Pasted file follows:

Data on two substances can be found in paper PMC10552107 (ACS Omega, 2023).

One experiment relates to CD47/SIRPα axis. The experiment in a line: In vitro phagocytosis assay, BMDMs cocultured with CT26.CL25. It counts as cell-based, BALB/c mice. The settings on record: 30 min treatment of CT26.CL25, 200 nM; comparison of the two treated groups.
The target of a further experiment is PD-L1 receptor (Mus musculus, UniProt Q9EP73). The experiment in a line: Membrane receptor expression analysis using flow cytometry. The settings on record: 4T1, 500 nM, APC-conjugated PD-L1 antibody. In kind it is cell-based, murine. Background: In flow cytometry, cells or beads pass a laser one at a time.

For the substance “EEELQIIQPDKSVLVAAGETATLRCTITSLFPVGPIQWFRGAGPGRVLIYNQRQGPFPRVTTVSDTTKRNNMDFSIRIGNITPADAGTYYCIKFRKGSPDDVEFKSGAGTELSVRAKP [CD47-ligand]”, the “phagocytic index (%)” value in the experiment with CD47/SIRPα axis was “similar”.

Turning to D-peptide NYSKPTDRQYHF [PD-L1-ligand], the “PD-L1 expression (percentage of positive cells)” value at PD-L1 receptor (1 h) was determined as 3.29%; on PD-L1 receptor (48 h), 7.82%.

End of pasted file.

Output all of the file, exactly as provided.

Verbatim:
Data on two substances can be found in paper PMC10552107 (ACS Omega, 2023).

One experiment relates to CD47/SIRPα axis. The experiment in a line: In vitro phagocytosis assay, BMDMs cocultured with CT26.CL25. It counts as cell-based, BALB/c mice. The settings on record: 30 min treatment of CT26.CL25, 200 nM; comparison of the two treated groups.
The target of a further experiment is PD-L1 receptor (Mus musculus, UniProt Q9EP73). The experiment in a line: Membrane receptor expression analysis using flow cytometry. The settings on record: 4T1, 500 nM, APC-conjugated PD-L1 antibody. In kind it is cell-based, murine. Background: In flow cytometry, cells or beads pass a laser one at a time.

For the substance “EEELQIIQPDKSVLVAAGETATLRCTITSLFPVGPIQWFRGAGPGRVLIYNQRQGPFPRVTTVSDTTKRNNMDFSIRIGNITPADAGTYYCIKFRKGSPDDVEFKSGAGTELSVRAKP [CD47-ligand]”, the “phagocytic index (%)” value in the experiment with CD47/SIRPα axis was “similar”.

Turning to D-peptide NYSKPTDRQYHF [PD-L1-ligand], the “PD-L1 expression (percentage of positive cells)” value at PD-L1 receptor (1 h) was determined as 3.29%; on PD-L1 receptor (48 h), 7.82%.